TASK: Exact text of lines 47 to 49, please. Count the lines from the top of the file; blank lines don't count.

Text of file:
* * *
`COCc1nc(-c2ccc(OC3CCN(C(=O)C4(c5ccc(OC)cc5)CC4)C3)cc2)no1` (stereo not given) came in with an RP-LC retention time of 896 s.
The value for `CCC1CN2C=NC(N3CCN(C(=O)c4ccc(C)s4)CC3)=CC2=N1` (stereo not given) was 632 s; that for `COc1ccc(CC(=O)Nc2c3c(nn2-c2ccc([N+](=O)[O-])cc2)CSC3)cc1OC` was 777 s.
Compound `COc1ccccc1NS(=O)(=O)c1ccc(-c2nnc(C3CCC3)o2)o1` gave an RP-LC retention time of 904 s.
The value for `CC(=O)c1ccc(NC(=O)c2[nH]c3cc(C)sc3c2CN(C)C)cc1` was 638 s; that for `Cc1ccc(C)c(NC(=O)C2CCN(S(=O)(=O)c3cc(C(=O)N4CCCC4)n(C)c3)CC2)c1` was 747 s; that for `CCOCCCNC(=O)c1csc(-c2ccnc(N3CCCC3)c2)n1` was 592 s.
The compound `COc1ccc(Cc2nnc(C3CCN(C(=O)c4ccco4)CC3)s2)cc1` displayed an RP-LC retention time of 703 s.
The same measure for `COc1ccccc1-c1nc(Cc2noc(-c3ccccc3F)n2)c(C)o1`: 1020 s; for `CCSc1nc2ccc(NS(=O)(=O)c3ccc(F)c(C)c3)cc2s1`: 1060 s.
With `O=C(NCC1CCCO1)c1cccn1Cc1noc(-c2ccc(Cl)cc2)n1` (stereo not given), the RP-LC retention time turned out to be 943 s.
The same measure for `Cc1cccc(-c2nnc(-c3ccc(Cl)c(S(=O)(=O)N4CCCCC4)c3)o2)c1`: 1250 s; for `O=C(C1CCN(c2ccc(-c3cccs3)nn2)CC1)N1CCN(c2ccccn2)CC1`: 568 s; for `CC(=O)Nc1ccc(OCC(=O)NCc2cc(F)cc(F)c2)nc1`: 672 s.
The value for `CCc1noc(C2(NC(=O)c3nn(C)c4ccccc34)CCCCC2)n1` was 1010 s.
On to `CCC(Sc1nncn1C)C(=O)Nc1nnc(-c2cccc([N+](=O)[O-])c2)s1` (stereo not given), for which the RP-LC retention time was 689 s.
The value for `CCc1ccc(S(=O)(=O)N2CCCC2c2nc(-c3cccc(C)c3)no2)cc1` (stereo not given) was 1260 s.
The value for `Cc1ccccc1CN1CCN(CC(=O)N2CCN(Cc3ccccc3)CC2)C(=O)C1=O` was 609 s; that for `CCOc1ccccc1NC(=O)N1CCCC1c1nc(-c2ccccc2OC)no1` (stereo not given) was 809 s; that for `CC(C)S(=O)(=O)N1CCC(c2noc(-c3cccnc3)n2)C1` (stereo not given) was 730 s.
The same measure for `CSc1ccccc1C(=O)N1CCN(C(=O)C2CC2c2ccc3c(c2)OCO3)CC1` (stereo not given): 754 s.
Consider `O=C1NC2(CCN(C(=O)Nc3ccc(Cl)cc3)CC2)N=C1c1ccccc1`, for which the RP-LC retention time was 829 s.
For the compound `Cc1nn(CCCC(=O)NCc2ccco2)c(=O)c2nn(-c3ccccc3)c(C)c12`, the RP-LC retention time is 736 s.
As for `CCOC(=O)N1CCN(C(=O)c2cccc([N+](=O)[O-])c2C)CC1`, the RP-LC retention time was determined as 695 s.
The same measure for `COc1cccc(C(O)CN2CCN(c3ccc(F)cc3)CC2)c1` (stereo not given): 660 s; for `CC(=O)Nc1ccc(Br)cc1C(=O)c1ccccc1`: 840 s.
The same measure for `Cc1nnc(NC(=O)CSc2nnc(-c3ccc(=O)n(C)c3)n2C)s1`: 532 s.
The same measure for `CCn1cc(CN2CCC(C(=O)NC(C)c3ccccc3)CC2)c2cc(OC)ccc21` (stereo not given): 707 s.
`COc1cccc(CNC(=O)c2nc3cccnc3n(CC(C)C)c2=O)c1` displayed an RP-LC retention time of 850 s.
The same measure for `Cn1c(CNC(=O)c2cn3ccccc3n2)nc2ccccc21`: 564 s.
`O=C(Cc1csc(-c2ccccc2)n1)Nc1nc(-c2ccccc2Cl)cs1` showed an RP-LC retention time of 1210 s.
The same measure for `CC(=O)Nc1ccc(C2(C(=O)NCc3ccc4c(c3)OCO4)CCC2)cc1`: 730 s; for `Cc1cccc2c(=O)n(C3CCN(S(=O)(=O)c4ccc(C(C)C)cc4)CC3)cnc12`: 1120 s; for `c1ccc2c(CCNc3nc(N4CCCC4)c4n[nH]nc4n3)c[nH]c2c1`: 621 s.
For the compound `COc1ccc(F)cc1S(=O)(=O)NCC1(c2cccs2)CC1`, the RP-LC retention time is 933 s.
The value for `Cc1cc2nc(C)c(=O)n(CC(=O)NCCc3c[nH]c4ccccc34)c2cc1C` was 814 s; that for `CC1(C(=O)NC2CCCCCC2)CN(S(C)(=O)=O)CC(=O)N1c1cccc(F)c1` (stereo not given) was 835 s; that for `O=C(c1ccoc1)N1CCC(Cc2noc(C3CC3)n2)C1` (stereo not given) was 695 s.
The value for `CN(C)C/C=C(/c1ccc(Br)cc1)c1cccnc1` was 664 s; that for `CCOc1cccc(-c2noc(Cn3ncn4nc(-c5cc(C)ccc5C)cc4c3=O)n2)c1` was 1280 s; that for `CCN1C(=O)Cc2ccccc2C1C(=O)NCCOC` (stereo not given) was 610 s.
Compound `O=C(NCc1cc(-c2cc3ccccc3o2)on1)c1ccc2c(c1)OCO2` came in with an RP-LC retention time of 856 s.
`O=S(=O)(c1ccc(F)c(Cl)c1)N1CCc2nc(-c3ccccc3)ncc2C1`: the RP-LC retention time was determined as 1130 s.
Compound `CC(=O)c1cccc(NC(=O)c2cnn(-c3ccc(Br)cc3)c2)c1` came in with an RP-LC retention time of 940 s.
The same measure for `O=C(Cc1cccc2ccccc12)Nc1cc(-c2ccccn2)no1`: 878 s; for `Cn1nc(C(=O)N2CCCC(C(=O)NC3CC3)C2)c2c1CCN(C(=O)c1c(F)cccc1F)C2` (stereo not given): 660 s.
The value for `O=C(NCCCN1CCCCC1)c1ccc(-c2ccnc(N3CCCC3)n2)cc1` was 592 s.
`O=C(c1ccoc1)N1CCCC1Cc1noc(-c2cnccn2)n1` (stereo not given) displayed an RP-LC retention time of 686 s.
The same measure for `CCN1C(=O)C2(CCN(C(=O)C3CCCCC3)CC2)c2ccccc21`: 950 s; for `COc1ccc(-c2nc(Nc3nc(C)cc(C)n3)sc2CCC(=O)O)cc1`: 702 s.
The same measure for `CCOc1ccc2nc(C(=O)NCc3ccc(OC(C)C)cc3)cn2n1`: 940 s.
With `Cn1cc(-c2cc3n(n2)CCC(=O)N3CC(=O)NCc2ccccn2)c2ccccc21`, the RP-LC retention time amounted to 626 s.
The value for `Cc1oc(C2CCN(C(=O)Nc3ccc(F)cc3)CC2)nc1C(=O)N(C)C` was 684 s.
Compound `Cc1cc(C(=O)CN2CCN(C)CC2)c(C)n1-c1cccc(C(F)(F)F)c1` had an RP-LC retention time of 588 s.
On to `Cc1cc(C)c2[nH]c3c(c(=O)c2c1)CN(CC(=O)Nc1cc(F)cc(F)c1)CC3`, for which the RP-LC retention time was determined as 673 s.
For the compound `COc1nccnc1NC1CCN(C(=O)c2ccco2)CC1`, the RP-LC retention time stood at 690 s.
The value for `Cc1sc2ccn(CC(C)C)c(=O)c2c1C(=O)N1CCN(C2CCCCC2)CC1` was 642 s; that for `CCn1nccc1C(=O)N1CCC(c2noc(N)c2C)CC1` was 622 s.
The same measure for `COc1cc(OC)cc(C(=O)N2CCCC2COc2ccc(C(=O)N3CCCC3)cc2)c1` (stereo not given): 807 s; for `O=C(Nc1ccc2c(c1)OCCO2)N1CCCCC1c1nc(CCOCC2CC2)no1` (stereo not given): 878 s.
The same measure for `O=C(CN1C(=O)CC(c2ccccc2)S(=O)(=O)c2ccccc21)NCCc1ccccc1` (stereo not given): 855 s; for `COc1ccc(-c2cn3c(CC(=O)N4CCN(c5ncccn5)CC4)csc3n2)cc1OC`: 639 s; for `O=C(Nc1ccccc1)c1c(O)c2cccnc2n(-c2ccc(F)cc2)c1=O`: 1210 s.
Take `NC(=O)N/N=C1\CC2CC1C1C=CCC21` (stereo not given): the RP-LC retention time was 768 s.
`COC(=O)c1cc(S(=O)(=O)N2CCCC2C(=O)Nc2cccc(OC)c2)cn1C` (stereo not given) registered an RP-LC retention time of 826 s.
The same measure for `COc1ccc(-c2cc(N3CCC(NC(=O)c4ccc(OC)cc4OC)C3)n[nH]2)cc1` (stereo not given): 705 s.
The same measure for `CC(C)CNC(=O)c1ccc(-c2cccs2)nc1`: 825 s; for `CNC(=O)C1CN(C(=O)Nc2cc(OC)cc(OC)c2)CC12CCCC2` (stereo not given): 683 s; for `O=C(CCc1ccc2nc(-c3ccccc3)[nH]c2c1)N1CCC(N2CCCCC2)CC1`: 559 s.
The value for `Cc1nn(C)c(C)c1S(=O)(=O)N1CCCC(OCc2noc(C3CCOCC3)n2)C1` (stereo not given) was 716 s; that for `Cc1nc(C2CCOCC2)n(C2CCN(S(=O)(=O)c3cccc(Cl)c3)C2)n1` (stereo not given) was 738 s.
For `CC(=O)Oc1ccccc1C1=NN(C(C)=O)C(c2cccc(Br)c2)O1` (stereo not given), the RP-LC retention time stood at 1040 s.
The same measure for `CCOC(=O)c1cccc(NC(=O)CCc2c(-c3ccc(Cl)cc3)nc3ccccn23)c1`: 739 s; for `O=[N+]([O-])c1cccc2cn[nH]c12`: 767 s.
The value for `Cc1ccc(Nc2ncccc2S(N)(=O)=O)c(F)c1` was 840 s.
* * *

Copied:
The value for `Cc1nn(C)c(C)c1S(=O)(=O)N1CCCC(OCc2noc(C3CCOCC3)n2)C1` (stereo not given) was 716 s; that for `Cc1nc(C2CCOCC2)n(C2CCN(S(=O)(=O)c3cccc(Cl)c3)C2)n1` (stereo not given) was 738 s.
For `CC(=O)Oc1ccccc1C1=NN(C(C)=O)C(c2cccc(Br)c2)O1` (stereo not given), the RP-LC retention time stood at 1040 s.
The same measure for `CCOC(=O)c1cccc(NC(=O)CCc2c(-c3ccc(Cl)cc3)nc3ccccn23)c1`: 739 s; for `O=[N+]([O-])c1cccc2cn[nH]c12`: 767 s.